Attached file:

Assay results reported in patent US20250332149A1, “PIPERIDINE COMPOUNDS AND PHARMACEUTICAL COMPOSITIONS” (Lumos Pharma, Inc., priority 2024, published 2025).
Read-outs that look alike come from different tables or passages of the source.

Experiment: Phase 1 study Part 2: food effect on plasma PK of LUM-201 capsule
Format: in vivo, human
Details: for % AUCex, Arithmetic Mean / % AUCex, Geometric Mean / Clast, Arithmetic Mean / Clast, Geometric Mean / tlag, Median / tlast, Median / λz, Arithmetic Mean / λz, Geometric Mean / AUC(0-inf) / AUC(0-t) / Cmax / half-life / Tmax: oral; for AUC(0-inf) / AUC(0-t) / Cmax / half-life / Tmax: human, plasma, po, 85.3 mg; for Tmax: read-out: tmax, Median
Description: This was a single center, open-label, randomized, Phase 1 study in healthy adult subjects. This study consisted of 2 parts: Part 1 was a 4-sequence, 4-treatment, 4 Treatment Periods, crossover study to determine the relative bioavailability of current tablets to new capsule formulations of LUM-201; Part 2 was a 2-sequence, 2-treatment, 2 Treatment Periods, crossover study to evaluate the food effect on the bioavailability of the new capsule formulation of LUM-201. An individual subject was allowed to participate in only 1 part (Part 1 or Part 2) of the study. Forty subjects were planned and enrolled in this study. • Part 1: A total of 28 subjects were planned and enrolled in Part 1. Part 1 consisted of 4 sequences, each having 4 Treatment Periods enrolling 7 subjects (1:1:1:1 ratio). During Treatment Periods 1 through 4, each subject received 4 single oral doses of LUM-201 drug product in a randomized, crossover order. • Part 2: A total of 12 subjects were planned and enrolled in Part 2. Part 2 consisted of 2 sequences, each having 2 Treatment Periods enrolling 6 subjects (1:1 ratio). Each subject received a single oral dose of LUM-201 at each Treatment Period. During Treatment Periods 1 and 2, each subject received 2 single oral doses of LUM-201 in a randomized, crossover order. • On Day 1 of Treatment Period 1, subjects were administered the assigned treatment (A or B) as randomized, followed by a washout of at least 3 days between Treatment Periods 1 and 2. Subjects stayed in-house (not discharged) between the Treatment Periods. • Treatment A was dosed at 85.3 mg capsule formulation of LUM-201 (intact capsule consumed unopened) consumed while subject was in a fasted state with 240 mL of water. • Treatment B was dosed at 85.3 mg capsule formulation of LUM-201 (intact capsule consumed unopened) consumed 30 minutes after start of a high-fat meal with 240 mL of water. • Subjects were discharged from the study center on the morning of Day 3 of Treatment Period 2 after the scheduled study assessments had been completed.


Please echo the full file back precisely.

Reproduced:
Assay results reported in patent US20250332149A1, “PIPERIDINE COMPOUNDS AND PHARMACEUTICAL COMPOSITIONS” (Lumos Pharma, Inc., priority 2024, published 2025).
Read-outs that look alike come from different tables or passages of the source.

Experiment: Phase 1 study Part 2: food effect on plasma PK of LUM-201 capsule
Format: in vivo, human
Details: for % AUCex, Arithmetic Mean / % AUCex, Geometric Mean / Clast, Arithmetic Mean / Clast, Geometric Mean / tlag, Median / tlast, Median / λz, Arithmetic Mean / λz, Geometric Mean / AUC(0-inf) / AUC(0-t) / Cmax / half-life / Tmax: oral; for AUC(0-inf) / AUC(0-t) / Cmax / half-life / Tmax: human, plasma, po, 85.3 mg; for Tmax: read-out: tmax, Median
Description: This was a single center, open-label, randomized, Phase 1 study in healthy adult subjects. This study consisted of 2 parts: Part 1 was a 4-sequence, 4-treatment, 4 Treatment Periods, crossover study to determine the relative bioavailability of current tablets to new capsule formulations of LUM-201; Part 2 was a 2-sequence, 2-treatment, 2 Treatment Periods, crossover study to evaluate the food effect on the bioavailability of the new capsule formulation of LUM-201. An individual subject was allowed to participate in only 1 part (Part 1 or Part 2) of the study. Forty subjects were planned and enrolled in this study. • Part 1: A total of 28 subjects were planned and enrolled in Part 1. Part 1 consisted of 4 sequences, each having 4 Treatment Periods enrolling 7 subjects (1:1:1:1 ratio). During Treatment Periods 1 through 4, each subject received 4 single oral doses of LUM-201 drug product in a randomized, crossover order. • Part 2: A total of 12 subjects were planned and enrolled in Part 2. Part 2 consisted of 2 sequences, each having 2 Treatment Periods enrolling 6 subjects (1:1 ratio). Each subject received a single oral dose of LUM-201 at each Treatment Period. During Treatment Periods 1 and 2, each subject received 2 single oral doses of LUM-201 in a randomized, crossover order. • On Day 1 of Treatment Period 1, subjects were administered the assigned treatment (A or B) as randomized, followed by a washout of at least 3 days between Treatment Periods 1 and 2. Subjects stayed in-house (not discharged) between the Treatment Periods. • Treatment A was dosed at 85.3 mg capsule formulation of LUM-201 (intact capsule consumed unopened) consumed while subject was in a fasted state with 240 mL of water. • Treatment B was dosed at 85.3 mg capsule formulation of LUM-201 (intact capsule consumed unopened) consumed 30 minutes after start of a high-fat meal with 240 mL of water. • Subjects were discharged from the study center on the morning of Day 3 of Treatment Period 2 after the scheduled study assessments had been completed.